• January becomes Jan.
  • February becomes Feb.
  • March becomes Mar.
  • April becomes Apr.
  • May is not abbreviated, since it only contains three letters. The same holds true for June and July, as they only have four letters each.
  • August is abbreviated to Aug.
  • September is abbreviated to Sep.
  • October is abbreviated to Oct.
  • November becomes Nov.
  • December becomes Dec.

Note that MLA style always uses a month-day-year format for citations located within the Works Cited page.

If you have reason to believe that any content you have accessed online is reasonably likely to be subject to change, you may include the exact time at which you accessed the source, as well. In MLA, the most common uses of this would be forum posts, and social media posts, such as comments left within the comments section of a newspaper or YouTube video.

To name an example, that would look something like this:

www.psychologytoday.com/intl/blog/animals-and-us/202203/can-bereaved-pet-owners-suffer-prolonged-grief-disorder. Accessed 3 Mar. 2022.

Citing Sources with an Unknown Date

To include sources with an unknown or approximated date in your Works Cited page in MLA format, you have to take a slightly different approach.

Where a date has been estimated, but not confirmed, use a question mark to denote this — “1844?”. If there is no date at all, then use the abbreviation “n.d.” (no date) to indicate this.

Additional Tips for Writing Dates in MLA Format

Are you still with us? We warned you that this guide on writing dates in MLA format would be unusually beefy, and if you are having trouble parsing this text, wait until you get your hands on the actual MLA Handbook!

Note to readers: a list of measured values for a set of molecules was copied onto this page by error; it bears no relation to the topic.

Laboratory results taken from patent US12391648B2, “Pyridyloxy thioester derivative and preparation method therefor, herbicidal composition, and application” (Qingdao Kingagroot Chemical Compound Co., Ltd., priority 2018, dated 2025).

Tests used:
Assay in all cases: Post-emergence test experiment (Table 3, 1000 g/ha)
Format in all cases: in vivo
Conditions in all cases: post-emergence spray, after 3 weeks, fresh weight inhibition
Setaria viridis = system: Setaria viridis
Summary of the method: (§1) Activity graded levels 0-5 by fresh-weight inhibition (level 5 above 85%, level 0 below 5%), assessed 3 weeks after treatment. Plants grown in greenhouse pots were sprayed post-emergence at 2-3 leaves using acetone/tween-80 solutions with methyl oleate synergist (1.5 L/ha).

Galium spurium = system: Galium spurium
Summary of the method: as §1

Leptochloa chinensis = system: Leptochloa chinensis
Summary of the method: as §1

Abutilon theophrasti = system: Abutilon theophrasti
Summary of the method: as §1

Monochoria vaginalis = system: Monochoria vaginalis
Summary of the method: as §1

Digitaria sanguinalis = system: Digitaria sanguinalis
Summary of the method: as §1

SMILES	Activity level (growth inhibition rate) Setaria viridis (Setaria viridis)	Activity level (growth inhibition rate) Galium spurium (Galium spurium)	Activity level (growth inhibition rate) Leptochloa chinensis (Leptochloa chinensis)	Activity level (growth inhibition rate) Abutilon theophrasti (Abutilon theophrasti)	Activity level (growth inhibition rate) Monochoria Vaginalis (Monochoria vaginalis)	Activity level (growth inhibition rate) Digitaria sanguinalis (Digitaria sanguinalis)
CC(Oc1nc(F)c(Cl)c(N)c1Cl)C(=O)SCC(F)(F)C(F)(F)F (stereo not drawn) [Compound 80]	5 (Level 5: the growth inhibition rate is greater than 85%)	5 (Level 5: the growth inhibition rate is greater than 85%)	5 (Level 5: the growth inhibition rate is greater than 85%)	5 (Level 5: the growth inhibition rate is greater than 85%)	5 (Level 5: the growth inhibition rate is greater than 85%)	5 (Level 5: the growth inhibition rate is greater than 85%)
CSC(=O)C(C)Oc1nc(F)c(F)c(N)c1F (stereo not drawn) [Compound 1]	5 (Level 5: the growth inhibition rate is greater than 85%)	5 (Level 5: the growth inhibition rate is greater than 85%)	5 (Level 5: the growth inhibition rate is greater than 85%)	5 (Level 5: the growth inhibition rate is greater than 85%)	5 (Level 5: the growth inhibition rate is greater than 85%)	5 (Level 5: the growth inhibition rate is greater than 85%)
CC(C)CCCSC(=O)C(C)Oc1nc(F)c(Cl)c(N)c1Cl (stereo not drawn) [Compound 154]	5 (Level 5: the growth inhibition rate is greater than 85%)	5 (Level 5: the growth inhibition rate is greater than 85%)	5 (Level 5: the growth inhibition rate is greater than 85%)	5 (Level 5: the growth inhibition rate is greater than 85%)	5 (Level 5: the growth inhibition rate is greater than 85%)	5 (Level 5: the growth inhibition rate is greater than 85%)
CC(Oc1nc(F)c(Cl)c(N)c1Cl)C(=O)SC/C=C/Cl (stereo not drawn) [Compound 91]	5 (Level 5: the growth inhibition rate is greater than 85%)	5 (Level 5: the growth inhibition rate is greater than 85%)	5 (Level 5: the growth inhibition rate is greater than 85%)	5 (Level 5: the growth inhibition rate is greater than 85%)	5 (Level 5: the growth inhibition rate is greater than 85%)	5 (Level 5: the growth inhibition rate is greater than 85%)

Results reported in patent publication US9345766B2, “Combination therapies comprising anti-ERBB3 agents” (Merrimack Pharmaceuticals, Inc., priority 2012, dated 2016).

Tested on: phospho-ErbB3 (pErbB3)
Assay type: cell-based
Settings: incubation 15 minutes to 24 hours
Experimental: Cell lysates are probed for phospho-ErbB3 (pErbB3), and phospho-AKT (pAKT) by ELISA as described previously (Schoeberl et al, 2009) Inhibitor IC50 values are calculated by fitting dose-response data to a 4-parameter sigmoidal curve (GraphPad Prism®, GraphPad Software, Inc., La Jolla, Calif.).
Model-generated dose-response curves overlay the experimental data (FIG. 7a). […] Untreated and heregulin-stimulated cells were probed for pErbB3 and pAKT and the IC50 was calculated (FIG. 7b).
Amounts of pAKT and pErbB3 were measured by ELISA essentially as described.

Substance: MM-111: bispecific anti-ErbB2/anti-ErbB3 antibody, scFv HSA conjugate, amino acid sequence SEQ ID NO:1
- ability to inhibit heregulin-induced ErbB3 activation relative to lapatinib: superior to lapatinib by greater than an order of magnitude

While learning to write dates in the body of your text is fairly straightforward, citing sources in MLA style might perpetually remain confusing because different types of sources are cited differently and each provide a different level of detail. You’d be forgiven for forgetting what to do on a regular basis!

Thankfully, there is a shortcut. Simply head over to Google and search “MLA citation generator” or “cite this in MLA”, and an abundance of tools will come to your rescue.

Cite This and Cite This for Me are just two examples. These tools are not foolproof, and you will have to check that the format is correct manually, but they can absolutely save you some valuable time.

Why Is Proper Formatting Important?

If you have been instructed to use MLA throughout your work as a student, it is important to do so simply because you will lose points if you slip up. Academics add credibility to their work by showing complete mastering over a style manual, meanwhile.

More broadly speaking, the MLA format ensures consistency, which in turn makes research papers easier to read, easier to fact-check, and easier to interpret. Just like MLA’s mission statement indicates, MLA style strengths learning and teaching alike.